Alan

The short hand outcome of that thread is that, as long as you are using JDK 1.5 or later, BufferedImages will handle that for you under the hood.

If this is a full-screen ghame as alreadu mentioend you may want to look into FullScreen Exclusive mode and BufferStrategies.  This however requires using VolatileImages and is a fair bit more work.

Got a question about Java and game programming?  Just new to the Java Game Development Community?  Try my FAQ.  Its likely you'll learn something!

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Offline Tzan

Junior Devvie





« Reply #4 - Posted 2005-08-30 15:37:13 »

I used Full Screen with BufferStrategy and never had to touch a Volatile Image. All the examples I've seen never used it also.

I suppose you could add them into the mix, but I dont think its required.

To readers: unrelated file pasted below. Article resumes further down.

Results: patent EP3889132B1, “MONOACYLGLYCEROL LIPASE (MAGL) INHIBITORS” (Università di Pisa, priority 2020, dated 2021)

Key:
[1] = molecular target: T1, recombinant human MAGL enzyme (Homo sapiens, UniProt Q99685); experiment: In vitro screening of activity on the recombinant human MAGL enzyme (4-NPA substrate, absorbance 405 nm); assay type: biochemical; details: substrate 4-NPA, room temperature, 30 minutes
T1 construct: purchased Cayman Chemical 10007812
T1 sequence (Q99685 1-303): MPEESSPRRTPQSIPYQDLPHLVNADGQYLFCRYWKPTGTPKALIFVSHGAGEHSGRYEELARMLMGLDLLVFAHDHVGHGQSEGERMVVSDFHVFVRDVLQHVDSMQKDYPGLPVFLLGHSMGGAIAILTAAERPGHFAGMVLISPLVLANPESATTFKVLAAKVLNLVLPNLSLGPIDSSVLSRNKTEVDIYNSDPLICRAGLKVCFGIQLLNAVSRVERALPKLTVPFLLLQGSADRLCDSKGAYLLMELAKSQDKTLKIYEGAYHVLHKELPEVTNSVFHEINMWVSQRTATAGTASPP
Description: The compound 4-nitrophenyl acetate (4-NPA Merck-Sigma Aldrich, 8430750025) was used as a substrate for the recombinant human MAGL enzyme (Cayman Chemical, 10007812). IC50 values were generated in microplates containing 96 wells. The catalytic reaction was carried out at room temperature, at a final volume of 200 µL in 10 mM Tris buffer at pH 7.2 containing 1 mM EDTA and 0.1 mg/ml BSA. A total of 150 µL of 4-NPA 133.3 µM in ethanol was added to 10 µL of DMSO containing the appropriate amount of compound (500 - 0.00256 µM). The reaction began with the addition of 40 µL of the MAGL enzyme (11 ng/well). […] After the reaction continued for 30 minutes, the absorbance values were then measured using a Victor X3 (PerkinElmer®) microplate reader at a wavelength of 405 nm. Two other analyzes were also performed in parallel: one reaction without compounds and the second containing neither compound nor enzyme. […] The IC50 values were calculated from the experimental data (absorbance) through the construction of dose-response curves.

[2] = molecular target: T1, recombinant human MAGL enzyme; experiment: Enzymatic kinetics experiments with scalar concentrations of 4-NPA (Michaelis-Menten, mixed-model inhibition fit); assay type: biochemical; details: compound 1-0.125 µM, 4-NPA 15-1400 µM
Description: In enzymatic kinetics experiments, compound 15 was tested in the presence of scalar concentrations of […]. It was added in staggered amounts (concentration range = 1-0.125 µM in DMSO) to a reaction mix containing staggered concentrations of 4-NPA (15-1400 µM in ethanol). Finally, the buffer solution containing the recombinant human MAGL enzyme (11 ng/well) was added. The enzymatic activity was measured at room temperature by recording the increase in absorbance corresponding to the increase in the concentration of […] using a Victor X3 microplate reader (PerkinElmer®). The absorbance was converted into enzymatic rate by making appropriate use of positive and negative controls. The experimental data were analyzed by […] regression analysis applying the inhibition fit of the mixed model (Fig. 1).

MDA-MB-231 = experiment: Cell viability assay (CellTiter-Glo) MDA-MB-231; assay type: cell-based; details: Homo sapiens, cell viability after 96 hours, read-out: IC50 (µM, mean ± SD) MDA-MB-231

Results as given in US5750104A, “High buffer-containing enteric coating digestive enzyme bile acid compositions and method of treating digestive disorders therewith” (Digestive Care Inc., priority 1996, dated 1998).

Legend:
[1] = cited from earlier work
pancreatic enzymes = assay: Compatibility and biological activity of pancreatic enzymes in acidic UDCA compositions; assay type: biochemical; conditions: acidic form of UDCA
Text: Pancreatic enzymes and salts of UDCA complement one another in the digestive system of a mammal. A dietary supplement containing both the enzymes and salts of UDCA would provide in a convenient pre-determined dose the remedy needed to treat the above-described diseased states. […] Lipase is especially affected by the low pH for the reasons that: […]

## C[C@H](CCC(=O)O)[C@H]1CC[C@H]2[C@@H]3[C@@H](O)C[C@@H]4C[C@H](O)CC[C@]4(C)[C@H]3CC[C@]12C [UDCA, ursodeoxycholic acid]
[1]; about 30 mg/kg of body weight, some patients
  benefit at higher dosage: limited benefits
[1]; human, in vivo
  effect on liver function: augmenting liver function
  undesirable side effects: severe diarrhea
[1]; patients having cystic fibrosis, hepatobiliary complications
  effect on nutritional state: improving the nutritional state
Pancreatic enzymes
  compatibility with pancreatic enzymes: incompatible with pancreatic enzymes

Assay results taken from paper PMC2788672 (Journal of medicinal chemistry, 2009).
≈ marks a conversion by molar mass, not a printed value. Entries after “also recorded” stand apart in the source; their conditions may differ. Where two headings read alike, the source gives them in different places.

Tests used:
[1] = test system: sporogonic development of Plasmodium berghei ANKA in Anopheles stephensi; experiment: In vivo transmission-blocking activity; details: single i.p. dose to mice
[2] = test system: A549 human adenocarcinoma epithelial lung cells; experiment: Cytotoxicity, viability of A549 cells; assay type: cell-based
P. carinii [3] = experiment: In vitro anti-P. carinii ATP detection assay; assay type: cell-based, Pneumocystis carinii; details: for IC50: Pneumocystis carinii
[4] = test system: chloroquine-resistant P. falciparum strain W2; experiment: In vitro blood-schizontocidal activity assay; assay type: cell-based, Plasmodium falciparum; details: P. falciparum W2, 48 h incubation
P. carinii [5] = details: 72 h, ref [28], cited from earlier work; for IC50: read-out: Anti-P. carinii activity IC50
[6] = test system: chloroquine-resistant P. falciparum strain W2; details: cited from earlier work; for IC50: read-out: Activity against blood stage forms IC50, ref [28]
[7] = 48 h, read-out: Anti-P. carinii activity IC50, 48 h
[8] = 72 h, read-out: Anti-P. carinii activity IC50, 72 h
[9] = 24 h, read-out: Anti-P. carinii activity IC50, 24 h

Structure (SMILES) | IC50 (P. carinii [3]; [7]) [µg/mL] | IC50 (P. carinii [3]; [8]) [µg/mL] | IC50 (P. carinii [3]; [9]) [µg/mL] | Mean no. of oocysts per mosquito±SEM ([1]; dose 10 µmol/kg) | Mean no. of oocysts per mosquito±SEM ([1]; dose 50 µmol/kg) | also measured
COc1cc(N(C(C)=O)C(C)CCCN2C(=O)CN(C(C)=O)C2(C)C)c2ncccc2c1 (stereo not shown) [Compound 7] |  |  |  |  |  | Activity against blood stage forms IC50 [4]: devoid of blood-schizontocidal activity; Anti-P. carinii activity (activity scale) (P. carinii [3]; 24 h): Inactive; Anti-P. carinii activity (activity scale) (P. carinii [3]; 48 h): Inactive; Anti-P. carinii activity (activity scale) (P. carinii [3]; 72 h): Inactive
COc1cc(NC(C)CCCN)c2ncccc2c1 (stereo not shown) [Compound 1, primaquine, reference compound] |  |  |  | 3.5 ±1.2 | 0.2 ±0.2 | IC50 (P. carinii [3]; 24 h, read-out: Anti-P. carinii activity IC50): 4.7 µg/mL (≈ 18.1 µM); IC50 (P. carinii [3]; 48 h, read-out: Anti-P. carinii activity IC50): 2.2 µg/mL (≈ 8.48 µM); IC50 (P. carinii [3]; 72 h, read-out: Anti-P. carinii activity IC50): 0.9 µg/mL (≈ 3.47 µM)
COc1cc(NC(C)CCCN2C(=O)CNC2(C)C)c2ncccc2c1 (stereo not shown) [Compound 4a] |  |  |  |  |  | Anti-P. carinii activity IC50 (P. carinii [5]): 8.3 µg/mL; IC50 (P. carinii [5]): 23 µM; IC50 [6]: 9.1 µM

Offline Jeff

JGO Coder




Got any cats?


« Reply #5 - Posted 2005-08-31 04:55:58 »

I used Full Screen with BufferStrategy and never had to touch a Volatile Image. All the examples I've seen never used it also.

I suppose you could add them into the mix, but I dont think its required.

if you arent calling contentsLost() and handling it, your living in a  dangerous world.

If you are, then you are using voaltile images, you just don't realize it Smiley

Got a question about Java and game programming?  Just new to the Java Game Development Community?  Try my FAQ.  Its likely you'll learn something!

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Offline Tzan

Junior Devvie





« Reply #6 - Posted 2005-08-31 16:15:13 »

After seeing the contents get lost when manually resizing a window I did add a check for contentsLost() and recreate the BufferStrategy, this was back in Oct 2004. But its really easy.